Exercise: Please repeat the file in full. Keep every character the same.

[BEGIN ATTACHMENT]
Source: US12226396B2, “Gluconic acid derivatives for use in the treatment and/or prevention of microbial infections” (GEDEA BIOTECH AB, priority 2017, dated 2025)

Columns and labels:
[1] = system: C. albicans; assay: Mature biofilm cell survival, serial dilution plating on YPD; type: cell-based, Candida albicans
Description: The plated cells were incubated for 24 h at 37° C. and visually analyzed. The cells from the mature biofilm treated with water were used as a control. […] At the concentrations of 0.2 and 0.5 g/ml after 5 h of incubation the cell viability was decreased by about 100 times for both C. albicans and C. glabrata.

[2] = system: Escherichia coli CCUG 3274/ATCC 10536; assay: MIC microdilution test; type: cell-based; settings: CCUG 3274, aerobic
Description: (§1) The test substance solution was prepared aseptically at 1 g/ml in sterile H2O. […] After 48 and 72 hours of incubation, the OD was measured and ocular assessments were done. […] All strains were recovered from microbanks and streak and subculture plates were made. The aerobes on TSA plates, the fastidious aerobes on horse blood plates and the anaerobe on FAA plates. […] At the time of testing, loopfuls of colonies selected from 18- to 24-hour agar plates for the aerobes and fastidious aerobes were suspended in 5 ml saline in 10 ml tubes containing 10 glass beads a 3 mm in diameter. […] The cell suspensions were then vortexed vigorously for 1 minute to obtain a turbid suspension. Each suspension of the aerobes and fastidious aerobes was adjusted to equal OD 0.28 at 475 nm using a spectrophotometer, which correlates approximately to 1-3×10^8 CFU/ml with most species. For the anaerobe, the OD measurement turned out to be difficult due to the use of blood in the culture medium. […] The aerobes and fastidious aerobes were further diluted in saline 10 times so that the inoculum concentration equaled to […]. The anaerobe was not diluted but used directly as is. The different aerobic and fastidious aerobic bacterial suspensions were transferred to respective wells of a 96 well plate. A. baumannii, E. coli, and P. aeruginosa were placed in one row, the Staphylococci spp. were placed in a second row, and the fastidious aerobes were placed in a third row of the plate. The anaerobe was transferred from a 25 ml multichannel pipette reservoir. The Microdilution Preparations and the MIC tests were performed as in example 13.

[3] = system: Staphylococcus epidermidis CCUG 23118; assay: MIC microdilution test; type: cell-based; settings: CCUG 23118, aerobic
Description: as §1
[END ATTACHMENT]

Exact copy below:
Source: US12226396B2, “Gluconic acid derivatives for use in the treatment and/or prevention of microbial infections” (GEDEA BIOTECH AB, priority 2017, dated 2025)

Columns and labels:
[1] = system: C. albicans; assay: Mature biofilm cell survival, serial dilution plating on YPD; type: cell-based, Candida albicans
Description: The plated cells were incubated for 24 h at 37° C. and visually analyzed. The cells from the mature biofilm treated with water were used as a control. […] At the concentrations of 0.2 and 0.5 g/ml after 5 h of incubation the cell viability was decreased by about 100 times for both C. albicans and C. glabrata.

[2] = system: Escherichia coli CCUG 3274/ATCC 10536; assay: MIC microdilution test; type: cell-based; settings: CCUG 3274, aerobic
Description: (§1) The test substance solution was prepared aseptically at 1 g/ml in sterile H2O. […] After 48 and 72 hours of incubation, the OD was measured and ocular assessments were done. […] All strains were recovered from microbanks and streak and subculture plates were made. The aerobes on TSA plates, the fastidious aerobes on horse blood plates and the anaerobe on FAA plates. […] At the time of testing, loopfuls of colonies selected from 18- to 24-hour agar plates for the aerobes and fastidious aerobes were suspended in 5 ml saline in 10 ml tubes containing 10 glass beads a 3 mm in diameter. […] The cell suspensions were then vortexed vigorously for 1 minute to obtain a turbid suspension. Each suspension of the aerobes and fastidious aerobes was adjusted to equal OD 0.28 at 475 nm using a spectrophotometer, which correlates approximately to 1-3×10^8 CFU/ml with most species. For the anaerobe, the OD measurement turned out to be difficult due to the use of blood in the culture medium. […] The aerobes and fastidious aerobes were further diluted in saline 10 times so that the inoculum concentration equaled to […]. The anaerobe was not diluted but used directly as is. The different aerobic and fastidious aerobic bacterial suspensions were transferred to respective wells of a 96 well plate. A. baumannii, E. coli, and P. aeruginosa were placed in one row, the Staphylococci spp. were placed in a second row, and the fastidious aerobes were placed in a third row of the plate. The anaerobe was transferred from a 25 ml multichannel pipette reservoir. The Microdilution Preparations and the MIC tests were performed as in example 13.

[3] = system: Staphylococcus epidermidis CCUG 23118; assay: MIC microdilution test; type: cell-based; settings: CCUG 23118, aerobic
Description: as §1